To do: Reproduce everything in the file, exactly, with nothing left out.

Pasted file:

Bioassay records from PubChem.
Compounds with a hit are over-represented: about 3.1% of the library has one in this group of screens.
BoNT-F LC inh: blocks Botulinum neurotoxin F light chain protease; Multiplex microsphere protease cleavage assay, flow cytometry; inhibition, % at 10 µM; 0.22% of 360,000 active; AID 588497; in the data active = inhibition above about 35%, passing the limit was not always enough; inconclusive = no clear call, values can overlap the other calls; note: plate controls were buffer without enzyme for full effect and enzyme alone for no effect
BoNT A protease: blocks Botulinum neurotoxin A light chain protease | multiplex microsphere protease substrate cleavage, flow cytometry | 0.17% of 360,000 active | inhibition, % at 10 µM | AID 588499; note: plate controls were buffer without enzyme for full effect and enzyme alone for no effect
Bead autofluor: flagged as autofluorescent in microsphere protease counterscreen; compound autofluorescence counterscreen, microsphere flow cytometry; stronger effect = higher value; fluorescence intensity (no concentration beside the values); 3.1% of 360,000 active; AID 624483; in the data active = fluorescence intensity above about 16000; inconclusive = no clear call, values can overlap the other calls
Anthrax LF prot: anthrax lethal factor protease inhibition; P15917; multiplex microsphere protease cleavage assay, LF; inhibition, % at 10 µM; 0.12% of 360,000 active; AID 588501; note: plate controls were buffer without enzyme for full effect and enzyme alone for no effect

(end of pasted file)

Bioassay records from PubChem.
Compounds with a hit are over-represented: about 3.1% of the library has one in this group of screens.
BoNT-F LC inh: blocks Botulinum neurotoxin F light chain protease; Multiplex microsphere protease cleavage assay, flow cytometry; inhibition, % at 10 µM; 0.22% of 360,000 active; AID 588497; in the data active = inhibition above about 35%, passing the limit was not always enough; inconclusive = no clear call, values can overlap the other calls; note: plate controls were buffer without enzyme for full effect and enzyme alone for no effect
BoNT A protease: blocks Botulinum neurotoxin A light chain protease | multiplex microsphere protease substrate cleavage, flow cytometry | 0.17% of 360,000 active | inhibition, % at 10 µM | AID 588499; note: plate controls were buffer without enzyme for full effect and enzyme alone for no effect
Bead autofluor: flagged as autofluorescent in microsphere protease counterscreen; compound autofluorescence counterscreen, microsphere flow cytometry; stronger effect = higher value; fluorescence intensity (no concentration beside the values); 3.1% of 360,000 active; AID 624483; in the data active = fluorescence intensity above about 16000; inconclusive = no clear call, values can overlap the other calls
Anthrax LF prot: anthrax lethal factor protease inhibition; P15917; multiplex microsphere protease cleavage assay, LF; inhibition, % at 10 µM; 0.12% of 360,000 active; AID 588501; note: plate controls were buffer without enzyme for full effect and enzyme alone for no effect